Meanwhile, La Presse’s sister papers in towns across Quebec continue to wait for further information from Gesca about where they fit into this new digital model. At Quebec City’s Le Soleil, the atmosphere remains optimistic about what these changes could mean for their paper. Pierre-Paul Noreau, now the deputy editor and managing editor, remembers when he first entered that newsroom 37 years ago as a 22-year-old reporter. Back then, the paper had 150 journalists instead of the 65 it has today. But Noreau isn’t nostalgic for the glory days and he believes in the La Presse+ model, even if this means trading in his former readers for new ones.

Although no official decisions have been made regarding Gesca’s other papers, Noreau’s ideal scenario would be for his Quebec City newsroom to produce local content, while being part of the larger La Presse+ app that would include tabs for the different newspapers. However, Le Soleil and Gesca’s other papers may not have the digital and financial resources required to produce the content for an app.

Other papers are taking notice. The Toronto Star recently became the first newspaper to announce plans to release its own tablet app based on the La Presse+ platform technology. That will happen next fall and the paper plans to remove all existing digital paywalls. This partnership between the two media outlets will provide advertisers with joint marketing opportunities to reach both French and English audiences.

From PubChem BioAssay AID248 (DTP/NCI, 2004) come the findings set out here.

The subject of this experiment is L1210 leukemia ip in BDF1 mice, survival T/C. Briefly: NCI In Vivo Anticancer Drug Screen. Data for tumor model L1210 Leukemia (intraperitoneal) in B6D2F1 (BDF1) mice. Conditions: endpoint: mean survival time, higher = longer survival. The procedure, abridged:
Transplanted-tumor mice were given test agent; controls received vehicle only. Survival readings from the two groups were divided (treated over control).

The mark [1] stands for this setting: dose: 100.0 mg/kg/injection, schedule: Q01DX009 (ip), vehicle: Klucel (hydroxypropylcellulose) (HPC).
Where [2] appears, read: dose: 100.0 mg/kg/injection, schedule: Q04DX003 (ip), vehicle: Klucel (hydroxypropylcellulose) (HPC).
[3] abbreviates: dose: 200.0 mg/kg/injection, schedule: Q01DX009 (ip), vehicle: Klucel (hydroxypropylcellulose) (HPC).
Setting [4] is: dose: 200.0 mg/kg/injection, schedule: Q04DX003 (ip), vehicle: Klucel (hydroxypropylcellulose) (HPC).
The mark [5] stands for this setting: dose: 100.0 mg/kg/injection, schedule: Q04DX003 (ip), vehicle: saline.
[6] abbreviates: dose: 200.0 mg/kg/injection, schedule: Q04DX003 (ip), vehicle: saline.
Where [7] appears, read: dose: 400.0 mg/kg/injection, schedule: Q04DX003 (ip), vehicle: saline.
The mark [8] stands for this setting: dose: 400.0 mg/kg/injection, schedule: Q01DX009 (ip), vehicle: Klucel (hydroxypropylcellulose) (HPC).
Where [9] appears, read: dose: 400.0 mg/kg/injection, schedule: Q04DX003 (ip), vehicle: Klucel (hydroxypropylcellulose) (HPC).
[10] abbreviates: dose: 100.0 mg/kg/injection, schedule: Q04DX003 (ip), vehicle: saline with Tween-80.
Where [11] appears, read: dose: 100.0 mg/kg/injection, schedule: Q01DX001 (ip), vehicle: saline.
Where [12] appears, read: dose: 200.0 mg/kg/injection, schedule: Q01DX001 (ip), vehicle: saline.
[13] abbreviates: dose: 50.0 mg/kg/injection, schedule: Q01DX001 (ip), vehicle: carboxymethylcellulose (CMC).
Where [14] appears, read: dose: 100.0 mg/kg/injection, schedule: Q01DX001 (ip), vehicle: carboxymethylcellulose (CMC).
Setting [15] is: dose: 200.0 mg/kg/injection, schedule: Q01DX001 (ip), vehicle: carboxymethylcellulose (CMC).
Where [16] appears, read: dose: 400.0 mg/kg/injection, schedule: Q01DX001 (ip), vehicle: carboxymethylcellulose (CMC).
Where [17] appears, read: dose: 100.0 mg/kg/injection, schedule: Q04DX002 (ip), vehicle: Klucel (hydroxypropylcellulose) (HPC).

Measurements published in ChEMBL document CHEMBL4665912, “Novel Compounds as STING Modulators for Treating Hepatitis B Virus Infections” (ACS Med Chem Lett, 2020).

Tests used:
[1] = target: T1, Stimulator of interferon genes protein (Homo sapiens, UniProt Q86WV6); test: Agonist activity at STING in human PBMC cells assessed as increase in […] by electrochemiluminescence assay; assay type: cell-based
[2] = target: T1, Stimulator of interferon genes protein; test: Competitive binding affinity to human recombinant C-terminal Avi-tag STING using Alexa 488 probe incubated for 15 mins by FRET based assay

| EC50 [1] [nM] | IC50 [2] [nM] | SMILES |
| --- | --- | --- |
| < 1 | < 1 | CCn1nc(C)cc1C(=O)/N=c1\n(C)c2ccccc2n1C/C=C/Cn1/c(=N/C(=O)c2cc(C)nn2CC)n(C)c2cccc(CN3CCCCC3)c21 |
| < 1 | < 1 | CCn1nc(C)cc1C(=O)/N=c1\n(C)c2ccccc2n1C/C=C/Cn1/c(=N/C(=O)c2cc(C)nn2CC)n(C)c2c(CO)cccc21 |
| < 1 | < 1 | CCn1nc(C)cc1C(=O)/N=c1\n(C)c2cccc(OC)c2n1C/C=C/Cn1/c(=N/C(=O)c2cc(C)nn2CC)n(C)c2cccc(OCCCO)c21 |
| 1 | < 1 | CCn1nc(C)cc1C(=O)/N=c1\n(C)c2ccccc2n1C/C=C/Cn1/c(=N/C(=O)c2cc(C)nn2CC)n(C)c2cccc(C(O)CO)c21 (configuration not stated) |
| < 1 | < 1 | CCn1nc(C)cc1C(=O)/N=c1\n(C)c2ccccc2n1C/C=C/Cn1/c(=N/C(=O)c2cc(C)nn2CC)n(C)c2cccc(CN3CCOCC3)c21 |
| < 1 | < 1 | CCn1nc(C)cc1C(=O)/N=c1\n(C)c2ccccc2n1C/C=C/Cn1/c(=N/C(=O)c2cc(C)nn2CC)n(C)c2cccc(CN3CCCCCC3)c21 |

Yet, most newspapers remain reluctant to adopt the La Presse+ model. Le Devoir, an independent French language paper in Montreal, was the first in Canada to create a paywall on its website back in 2002. Publisher Bernard Descôteaux also feels the pressure to shift to a new digital strategy in order to survive, but insists that model won’t limit his paper’s app from including rich content, different from its print counterpart. Newspapers opting for a paywall are hoping to convince their readers that quality journalism comes at a price.

Today, Crevier admits he doesn’t read a single print newspaper or watch the evening news, but he says he’s never consumed as much information as he does now. Although there are definite risks associated with being first, La Presse+ is his attempt at creating a new sustainable newspaper model. This tablet technology is also a way of competing with a whole new realm of multimedia platforms, for broader audience reach and more advertiser dollars.